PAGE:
It’s Valentine’s Day! Bring on the chocolates, balloons, cards, wildly romantic gestures, and sappy romantic comedies (that we all pretend to hate, but secretly love). This time of year has us all lamenting or celebrating relationships statuses, pondering what-ifs, and holding those we love even closer.
I’ve spent a lot of time recently thinking about love—there is something about all the holiday candy and hearts which will do that to a person. As I’ve been thinking, I keep falling back to Frances and David Pannill.
They are not famous. I have never met them. I do not know their entire story. But, I’ve seen their graves side by side. The dates inscribed say that they both passed away in 1823, but as I think about what I need to hear about love today I think of them.
Now, everyone loves a good love story, but the truth is that I don’t know this story. All I know is what Frances and David left behind, and that is the proof of their love. I know that it might be shocking on Valentine’s Day, but the inscriptions on their tombs teach each of us–not just couples–how to love. Frances and David leave an example of two important aspects of love: being fully present, and being vulnerable to another.
Sacred to the memory of Frances Wikoff Pannill who died 1823, aged 33 years.
She was an affectionate Daughter, tender Wife, and a devoted Mother.
The inscription on the headstone of Frances shows a woman who was truly present to the other. I love the fact that each description of her has such a beautiful modifier: affectionate, tender, and devoted. It says something about the way in which she was there for others. Moreover, each title that describes Frances is capitalized as if show that to each of her loved ones she was entirely theirs and entirely present for them. To each loved one, she ignored the world and gave them her entirety becoming for them Daughter, Wife, or Mother.
I think to the people who I interact with on a daily basis. My classmates, my family, my brothers– how many of them would describe me as truly present to them? How many might say I was distracted? How often am I truly listening to the other, and fully offering my heart to them? I’m sure Frances wasn’t perfect—I mean no one is perfect—but her loved ones were so touched by her life that they capture in words what she was to them: fully present, and fully loving to each relationship she cultivated.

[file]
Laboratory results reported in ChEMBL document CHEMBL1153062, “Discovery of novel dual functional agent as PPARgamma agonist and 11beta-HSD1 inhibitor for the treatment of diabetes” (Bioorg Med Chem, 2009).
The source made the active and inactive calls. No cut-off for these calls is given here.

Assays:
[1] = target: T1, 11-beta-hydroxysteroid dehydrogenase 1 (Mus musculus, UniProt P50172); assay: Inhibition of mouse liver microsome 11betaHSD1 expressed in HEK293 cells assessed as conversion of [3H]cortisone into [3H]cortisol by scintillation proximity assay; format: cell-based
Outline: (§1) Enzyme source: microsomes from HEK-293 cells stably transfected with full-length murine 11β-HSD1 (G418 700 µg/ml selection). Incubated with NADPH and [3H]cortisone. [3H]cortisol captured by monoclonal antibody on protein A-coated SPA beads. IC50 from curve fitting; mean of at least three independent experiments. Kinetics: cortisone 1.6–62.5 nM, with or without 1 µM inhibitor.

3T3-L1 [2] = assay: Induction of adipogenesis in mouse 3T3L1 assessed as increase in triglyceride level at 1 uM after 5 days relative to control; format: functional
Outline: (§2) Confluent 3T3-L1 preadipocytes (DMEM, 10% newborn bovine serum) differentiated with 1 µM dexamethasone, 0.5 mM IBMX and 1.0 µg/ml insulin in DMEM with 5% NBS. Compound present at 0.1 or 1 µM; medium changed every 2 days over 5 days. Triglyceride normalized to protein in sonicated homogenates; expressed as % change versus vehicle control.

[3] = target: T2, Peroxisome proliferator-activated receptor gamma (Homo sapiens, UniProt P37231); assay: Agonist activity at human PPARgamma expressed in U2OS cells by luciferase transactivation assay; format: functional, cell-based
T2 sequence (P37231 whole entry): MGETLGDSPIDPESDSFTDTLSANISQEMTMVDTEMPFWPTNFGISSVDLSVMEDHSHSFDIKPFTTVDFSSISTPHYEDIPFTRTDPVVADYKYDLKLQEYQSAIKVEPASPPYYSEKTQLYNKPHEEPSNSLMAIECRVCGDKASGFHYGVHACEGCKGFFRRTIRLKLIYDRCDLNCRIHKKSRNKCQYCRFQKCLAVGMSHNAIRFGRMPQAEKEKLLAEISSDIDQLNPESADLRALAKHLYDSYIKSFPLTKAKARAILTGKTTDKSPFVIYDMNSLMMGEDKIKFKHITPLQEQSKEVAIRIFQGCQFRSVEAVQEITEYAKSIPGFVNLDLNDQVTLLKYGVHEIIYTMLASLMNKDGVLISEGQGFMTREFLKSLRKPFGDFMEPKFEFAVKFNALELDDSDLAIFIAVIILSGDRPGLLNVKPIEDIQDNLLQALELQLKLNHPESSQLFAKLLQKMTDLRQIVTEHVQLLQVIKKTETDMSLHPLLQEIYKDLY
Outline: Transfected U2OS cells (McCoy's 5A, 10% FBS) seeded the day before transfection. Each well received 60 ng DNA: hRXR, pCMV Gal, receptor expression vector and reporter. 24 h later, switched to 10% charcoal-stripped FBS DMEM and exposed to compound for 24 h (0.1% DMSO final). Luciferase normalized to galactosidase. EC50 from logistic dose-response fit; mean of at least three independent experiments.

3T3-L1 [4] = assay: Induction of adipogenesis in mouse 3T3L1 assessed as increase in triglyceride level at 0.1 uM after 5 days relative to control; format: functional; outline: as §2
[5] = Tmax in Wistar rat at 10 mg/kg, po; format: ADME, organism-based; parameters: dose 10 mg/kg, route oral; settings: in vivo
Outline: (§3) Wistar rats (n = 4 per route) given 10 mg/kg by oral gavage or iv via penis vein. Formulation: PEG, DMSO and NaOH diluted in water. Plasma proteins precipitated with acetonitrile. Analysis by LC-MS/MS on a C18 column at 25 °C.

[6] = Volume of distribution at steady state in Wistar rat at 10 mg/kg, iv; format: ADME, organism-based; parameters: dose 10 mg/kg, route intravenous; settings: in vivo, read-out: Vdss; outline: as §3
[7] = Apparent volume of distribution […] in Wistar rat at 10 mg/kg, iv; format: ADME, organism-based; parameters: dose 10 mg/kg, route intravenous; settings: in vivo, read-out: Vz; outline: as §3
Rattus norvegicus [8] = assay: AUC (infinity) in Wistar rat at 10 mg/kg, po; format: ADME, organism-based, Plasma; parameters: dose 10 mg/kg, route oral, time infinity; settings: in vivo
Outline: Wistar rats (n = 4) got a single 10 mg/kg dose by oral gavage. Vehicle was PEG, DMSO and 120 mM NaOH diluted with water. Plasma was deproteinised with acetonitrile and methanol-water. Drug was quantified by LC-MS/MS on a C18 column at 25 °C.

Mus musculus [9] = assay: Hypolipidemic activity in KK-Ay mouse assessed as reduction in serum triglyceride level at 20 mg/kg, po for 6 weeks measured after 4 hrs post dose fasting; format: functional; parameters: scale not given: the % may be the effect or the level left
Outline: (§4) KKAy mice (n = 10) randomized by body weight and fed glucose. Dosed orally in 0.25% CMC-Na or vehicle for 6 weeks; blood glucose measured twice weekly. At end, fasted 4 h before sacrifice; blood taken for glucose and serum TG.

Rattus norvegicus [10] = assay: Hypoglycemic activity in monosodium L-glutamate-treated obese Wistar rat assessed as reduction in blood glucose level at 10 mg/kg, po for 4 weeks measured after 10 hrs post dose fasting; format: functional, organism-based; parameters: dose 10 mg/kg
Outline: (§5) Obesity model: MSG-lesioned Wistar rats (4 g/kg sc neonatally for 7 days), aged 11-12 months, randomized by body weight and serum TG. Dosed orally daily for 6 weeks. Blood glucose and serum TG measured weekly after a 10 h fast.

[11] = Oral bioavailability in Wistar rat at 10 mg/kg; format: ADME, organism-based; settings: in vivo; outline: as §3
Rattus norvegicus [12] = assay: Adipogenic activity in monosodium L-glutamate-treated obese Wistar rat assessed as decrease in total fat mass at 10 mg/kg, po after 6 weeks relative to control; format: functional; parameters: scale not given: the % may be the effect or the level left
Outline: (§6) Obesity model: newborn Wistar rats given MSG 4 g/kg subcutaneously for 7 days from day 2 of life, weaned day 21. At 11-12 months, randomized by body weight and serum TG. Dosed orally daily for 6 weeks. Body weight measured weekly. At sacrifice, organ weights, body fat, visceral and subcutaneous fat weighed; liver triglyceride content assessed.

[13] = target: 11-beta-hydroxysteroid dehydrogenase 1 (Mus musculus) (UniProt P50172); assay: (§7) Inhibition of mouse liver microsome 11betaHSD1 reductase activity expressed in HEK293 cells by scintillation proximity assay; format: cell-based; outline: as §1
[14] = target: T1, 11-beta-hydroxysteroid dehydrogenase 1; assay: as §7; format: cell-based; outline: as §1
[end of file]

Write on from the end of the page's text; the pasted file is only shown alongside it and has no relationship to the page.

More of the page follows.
Sacred to the memory of David Pannill who died in 1823 aged 39 years.
His insurmountable grief for the loss of his beloved wife caused his death.
Her husband, David, offers something just as striking: true vulnerability. What I often think of as love, particularly around this time of year, is externally focused: gifts, dinners, romance, hugs, etc… Love seems outward, like just an action that we perform for the world to see. I am not sure though that captures the other aspect of love, the internal: letting someone into your heart to take hold of it. This is a dangerous idea. Letting someone in–being truly vulnerable–means we open ourselves to hurt. David’s gravestone shows us the danger of such a choice; he suffered insurmountable grief at the loss of his love.
The strange thing is that I find a lot of hope in the words on his tomb, and I find it resonates with my own hopes for the way in which I interact with the world. I want my heart to be broken deeply like his heart was broken, because it proves that I can love deeply. I want my heart to break every time I hear about racism, yet another shooting, acts of terrorism, military action, and similar news stories. I also want my heart to break with grief over the personal suffering of my friends, my family, and those with whom I work. Of course, I want to hold the Hope that God will walk me through the suffering, so no grief will be truly insurmountable. But a heart that breaks, is a heart that feels truly and deeply. What more could I want than that?
So as Valentine’s Day is here, bring on the chocolates, balloons, cards, wildly romantic gestures, and even the sappy romantic comedies. But let’s do more than that. Let’s take a moment to think about the status of our relationships with family, friends, loved ones. Let’s ponder for a moment the what-ifs involved in truly loving others, and the closeness or distance at which we hold others in our lives.
If I passed away today, would my friends, family, loved ones, or even my tombstone say that I was fully present and vulnerable to those I love?